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<![CDATA[Receptors of intermediates of carbohydrate metabolism, GPR91 and GPR99, mediate axon growth]]> https://www.researchpad.co/article/5b07d0e7463d7e0d4a37a6ed

During the development of the visual system, high levels of energy are expended propelling axons from the retina to the brain. However, the role of intermediates of carbohydrate metabolism in the development of the visual system has been overlooked. Here, we report that the carbohydrate metabolites succinate and α-ketoglutarate (α-KG) and their respective receptor—GPR91 and GPR99—are involved in modulating retinal ganglion cell (RGC) projections toward the thalamus during visual system development. Using ex vivo and in vivo approaches, combined with pharmacological and genetic analyses, we revealed that GPR91 and GPR99 are expressed on axons of developing RGCs and have complementary roles during RGC axon growth in an extracellular signal–regulated kinases 1 and 2 (ERK1/2)-dependent manner. However, they have no effects on axon guidance. These findings suggest an important role for these receptors during the establishment of the visual system and provide a foundational link between carbohydrate metabolism and axon growth.

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<![CDATA[Recurrent Inhibition to the Medial Nucleus of the Trapezoid Body in the Mongolian Gerbil (Meriones Unguiculatus)]]> https://www.researchpad.co/article/5989d9e4ab0ee8fa60b6abdc

Principal neurons in the medial nucleus of the trapezoid body (MNTB) receive strong and temporally precise excitatory input from globular bushy cells in the cochlear nucleus through the calyx of Held. The extremely large synaptic currents produced by the calyx have sometimes led to the view of the MNTB as a simple relay synapse which converts incoming excitation to outgoing inhibition. However, electrophysiological and anatomical studies have shown the additional presence of inhibitory glycinergic currents that are large enough to suppress action potentials in MNTB neurons at least in some cases. The source(s) of glycinergic inhibition to MNTB are not fully understood. One major extrinsic source of glycinergic inhibitory input to MNTB is the ventral nucleus of the trapezoid body. However, it has been suggested that MNTB neurons receive additional inhibitory inputs via intrinsic connections (collaterals of glycinergic projections of MNTB neurons). While several authors have postulated their presence, these collaterals have never been examined in detail. Here we test the hypothesis that collaterals of MNTB principal cells provide glycinergic inhibition to the MNTB. We injected dye into single principal neurons in the MNTB, traced their projections, and immunohistochemically identified their synapses. We found that collaterals terminate within the MNTB and provide an additional source of inhibition to other principal cells, creating an inhibitory microcircuit within the MNTB. Only about a quarter to a third of MNTB neurons receive such collateral inputs. This microcircuit could produce side band inhibition and enhance frequency tuning of MNTB neurons, consistent with physiological observations.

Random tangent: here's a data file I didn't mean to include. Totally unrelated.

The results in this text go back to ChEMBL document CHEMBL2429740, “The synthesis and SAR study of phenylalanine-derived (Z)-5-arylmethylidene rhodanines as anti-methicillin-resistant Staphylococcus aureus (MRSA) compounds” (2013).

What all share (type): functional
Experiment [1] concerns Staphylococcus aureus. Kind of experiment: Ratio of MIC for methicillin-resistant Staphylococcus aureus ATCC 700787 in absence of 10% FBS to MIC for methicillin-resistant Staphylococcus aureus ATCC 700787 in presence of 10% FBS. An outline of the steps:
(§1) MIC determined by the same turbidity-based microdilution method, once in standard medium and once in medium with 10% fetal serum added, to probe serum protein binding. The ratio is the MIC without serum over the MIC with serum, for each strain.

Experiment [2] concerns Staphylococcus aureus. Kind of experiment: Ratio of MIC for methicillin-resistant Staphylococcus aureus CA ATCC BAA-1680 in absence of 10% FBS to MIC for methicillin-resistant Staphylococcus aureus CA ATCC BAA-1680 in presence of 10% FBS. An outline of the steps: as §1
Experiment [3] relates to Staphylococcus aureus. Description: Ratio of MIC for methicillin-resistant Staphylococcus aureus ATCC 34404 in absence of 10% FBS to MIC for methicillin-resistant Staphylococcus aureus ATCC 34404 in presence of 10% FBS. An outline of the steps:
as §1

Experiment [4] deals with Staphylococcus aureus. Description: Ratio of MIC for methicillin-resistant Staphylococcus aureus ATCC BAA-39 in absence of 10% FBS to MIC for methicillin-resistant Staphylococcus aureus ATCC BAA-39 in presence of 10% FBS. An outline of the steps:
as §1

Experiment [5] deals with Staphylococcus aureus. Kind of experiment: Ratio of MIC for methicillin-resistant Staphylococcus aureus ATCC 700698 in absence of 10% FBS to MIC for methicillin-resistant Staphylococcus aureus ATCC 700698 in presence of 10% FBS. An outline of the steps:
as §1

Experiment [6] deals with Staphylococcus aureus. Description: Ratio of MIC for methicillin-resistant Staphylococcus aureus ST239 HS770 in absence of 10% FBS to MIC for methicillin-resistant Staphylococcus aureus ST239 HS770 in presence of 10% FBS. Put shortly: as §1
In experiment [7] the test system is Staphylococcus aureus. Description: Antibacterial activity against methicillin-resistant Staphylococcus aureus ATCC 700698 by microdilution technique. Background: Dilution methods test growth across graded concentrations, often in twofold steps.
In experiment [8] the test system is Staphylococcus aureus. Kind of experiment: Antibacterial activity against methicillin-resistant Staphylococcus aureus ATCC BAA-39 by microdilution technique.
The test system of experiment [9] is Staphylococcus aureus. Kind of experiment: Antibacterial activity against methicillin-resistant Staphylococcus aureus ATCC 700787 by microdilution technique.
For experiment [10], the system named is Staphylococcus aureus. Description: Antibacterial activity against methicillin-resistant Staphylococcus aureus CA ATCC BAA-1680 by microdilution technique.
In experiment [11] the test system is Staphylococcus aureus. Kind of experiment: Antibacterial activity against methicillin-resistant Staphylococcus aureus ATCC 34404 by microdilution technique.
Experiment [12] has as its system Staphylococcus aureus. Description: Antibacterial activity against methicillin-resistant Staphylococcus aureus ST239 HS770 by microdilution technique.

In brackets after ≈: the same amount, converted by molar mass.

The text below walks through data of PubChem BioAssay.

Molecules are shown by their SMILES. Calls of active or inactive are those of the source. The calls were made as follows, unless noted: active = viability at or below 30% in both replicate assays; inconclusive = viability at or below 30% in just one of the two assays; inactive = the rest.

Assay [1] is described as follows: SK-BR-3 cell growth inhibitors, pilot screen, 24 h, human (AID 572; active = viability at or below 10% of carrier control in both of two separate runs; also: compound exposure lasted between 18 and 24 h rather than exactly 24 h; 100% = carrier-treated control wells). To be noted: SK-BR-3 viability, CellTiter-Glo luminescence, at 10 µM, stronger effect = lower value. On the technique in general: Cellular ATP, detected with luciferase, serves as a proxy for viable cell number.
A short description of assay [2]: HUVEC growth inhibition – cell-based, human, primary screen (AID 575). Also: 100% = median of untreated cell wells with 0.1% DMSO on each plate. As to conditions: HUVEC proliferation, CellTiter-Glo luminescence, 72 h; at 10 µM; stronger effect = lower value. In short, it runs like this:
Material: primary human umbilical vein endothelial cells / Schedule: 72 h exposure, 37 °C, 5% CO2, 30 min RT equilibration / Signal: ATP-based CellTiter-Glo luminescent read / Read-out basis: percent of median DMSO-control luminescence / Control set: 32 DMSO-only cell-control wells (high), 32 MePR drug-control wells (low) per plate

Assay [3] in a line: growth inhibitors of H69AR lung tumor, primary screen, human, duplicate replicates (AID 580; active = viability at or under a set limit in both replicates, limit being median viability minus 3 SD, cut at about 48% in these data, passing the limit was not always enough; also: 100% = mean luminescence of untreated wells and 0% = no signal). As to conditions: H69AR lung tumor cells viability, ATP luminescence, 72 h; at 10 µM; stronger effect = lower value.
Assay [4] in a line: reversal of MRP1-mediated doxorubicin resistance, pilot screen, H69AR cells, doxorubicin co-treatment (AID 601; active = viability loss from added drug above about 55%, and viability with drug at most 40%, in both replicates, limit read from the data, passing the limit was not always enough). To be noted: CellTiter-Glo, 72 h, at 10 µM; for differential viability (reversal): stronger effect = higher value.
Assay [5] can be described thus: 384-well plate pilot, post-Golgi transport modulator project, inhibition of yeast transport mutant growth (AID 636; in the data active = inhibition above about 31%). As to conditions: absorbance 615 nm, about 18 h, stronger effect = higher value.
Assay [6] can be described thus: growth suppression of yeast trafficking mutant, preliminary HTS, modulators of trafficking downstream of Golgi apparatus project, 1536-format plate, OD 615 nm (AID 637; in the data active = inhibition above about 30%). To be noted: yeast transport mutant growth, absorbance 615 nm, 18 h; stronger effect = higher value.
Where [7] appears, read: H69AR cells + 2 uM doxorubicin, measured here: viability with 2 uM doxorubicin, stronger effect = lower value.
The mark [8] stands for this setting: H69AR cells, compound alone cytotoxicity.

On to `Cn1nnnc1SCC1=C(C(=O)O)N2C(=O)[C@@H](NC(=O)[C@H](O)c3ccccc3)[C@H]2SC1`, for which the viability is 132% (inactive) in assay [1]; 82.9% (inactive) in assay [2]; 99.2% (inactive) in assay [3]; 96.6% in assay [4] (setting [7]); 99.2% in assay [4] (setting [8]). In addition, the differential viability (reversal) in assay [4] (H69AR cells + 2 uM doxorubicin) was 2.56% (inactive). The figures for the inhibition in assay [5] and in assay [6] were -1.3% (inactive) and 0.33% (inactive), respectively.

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<![CDATA[Novel insights into SLC25A46-related pathologies in a genetic mouse model]]> https://www.researchpad.co/article/5989db5aab0ee8fa60bdf253

The mitochondrial protein SLC25A46 has been recently identified as a novel pathogenic cause in a wide spectrum of neurological diseases, including inherited optic atrophy, Charcot-Marie-Tooth type 2, Leigh syndrome, progressive myoclonic ataxia and lethal congenital pontocerebellar hypoplasia. SLC25A46 is an outer membrane protein, member of the Solute Carrier 25 (SLC25) family of nuclear genes encoding mitochondrial carriers, with a role in mitochondrial dynamics and cristae maintenance. Here we identified a loss-of-function mutation in the Slc25a46 gene that causes lethal neuropathology in mice. Mutant mice manifest the main clinical features identified in patients, including ataxia, optic atrophy and cerebellar hypoplasia, which were completely rescued by expression of the human ortholog. Histopathological analysis revealed previously unseen lesions, most notably disrupted cytoarchitecture in the cerebellum and retina and prominent abnormalities in the neuromuscular junction. A distinct lymphoid phenotype was also evident. Our mutant mice provide a valid model for understanding the mechanistic basis of the complex SLC25A46-mediated pathologies, as well as for screening potential therapeutic interventions.